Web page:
See the original story in Japanese.
Japan’s Soracom announced on Wednesday that it will commence full-scale service development of its mobile communication / management platform for Internet of Things (IoT) called Soracom Air in the US. US-based business operators can purchase data communication SIM cards at the US Amazon.com site from a single card unit and can use Soracom Air plus all of the other services in 120 countries / regions including the US although these have until now been provided only in Japan.
In the US, users can use the AT&T and T-Mobile network (2G and 3G is available), and have to pay $5 for each SIM card (postage will be charged for Amazon) as the initial cost. Data communication fee is $0.08 by 1MB but this has volume discount settings.
The basic fee is free for the first year (conventionally charged before starting communication), and is $0.06 per month or $1.8 per contiuous-use month after starting communication, which is cheaper than one set use in Japan. According to CEO of Soracom Ken Tamagawa, the aim of the free basic fee before starting communication is to reduce the risk of keeping a large number of devices in stock as inserted SIM cards.
These charge settings all differ between the service in Japan and for global areas, and will be handled simultaneously (users are allowed to use global SIM cards in Japan but will be charged according to the global charging setting).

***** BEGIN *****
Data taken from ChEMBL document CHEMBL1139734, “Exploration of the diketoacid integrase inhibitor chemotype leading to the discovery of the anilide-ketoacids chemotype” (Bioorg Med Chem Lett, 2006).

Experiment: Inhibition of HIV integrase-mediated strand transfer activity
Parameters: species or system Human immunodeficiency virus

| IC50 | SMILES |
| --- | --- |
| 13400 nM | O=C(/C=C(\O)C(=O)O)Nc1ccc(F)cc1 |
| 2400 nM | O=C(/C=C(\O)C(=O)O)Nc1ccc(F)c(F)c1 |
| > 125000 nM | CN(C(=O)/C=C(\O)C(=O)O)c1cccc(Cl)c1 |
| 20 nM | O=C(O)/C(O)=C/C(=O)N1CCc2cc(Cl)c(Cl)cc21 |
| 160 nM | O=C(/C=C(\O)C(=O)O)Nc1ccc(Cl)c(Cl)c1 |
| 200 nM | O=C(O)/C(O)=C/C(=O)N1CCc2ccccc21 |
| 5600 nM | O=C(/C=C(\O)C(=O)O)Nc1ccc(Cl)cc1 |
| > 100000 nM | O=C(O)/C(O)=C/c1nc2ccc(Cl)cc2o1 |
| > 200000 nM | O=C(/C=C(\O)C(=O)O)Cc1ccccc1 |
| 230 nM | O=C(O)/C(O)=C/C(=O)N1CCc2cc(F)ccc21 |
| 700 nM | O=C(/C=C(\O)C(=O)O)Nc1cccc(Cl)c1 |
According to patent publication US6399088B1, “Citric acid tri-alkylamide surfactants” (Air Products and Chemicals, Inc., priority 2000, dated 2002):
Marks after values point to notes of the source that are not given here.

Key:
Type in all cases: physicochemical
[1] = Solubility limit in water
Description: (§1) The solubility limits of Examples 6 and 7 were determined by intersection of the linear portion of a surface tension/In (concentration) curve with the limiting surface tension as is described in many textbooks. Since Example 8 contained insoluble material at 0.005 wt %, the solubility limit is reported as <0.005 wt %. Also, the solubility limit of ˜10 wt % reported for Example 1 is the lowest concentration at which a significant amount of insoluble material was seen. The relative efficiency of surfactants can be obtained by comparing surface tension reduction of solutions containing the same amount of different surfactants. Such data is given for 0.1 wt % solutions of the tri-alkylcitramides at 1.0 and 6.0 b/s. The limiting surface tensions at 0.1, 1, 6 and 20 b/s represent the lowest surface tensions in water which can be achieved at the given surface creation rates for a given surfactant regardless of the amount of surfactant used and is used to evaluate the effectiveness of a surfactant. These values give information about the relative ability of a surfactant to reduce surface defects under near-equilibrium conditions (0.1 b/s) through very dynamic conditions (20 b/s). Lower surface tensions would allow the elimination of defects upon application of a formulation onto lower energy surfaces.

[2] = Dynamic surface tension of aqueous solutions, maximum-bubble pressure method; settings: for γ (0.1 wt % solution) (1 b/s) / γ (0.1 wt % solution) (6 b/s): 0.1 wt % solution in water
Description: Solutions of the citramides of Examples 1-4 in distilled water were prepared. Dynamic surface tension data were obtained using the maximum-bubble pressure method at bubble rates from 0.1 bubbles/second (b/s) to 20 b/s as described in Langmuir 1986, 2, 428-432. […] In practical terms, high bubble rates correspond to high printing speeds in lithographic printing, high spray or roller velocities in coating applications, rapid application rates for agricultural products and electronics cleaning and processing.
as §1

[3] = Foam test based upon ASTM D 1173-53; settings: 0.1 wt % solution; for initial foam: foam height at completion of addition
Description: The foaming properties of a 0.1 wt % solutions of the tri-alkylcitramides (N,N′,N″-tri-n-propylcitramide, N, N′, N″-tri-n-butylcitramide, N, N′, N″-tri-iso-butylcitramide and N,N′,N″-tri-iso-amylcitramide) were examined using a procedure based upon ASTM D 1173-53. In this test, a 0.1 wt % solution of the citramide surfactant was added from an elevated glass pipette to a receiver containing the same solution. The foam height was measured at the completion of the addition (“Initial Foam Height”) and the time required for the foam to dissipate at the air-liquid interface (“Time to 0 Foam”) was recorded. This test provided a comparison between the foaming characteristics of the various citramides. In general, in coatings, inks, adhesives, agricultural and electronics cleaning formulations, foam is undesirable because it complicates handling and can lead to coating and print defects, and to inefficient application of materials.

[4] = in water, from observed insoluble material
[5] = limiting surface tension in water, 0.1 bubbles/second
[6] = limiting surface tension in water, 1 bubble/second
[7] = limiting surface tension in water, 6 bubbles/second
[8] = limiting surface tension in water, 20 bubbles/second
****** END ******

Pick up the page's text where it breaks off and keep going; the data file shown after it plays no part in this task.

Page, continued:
The firm plans to start selling global SIM cards in various countries around the world one by one.
Data visualization service “Harvest”
Soracom also revealed another new service called Harvest on that day. This service provides accumulation / visualization of communication data; conventionally, user operators have to construct servers or dashboard by themselves in order to grasp data communication conditions of IoT devices utilized on the SORACOM platform.
Harvest enables quick and easy use (by the way, Soracom names its option services in alphabetical order as with Air, Beam and Canal, and H is used as the capital letter this time).
By setting the use of Harvest via user console and by sending data from IoT devices to designated end-points, the service accumulates data from each device such as location or temperature and visualizes them into graphs.
Since the acquired data is saved together with SIM card’s ID, users can know when and which device sent the data. These data are saved for 40 days and the data communication protocol supports HTTP, TCP and UDP.
Usage fee costs 5 yen per day for each SIM card, and charges 0.004 yen per request when the number of data writing exceeds 2,000 in a day.
Translated by Taijiro Takeda
Edited by “Tex” Pomeroy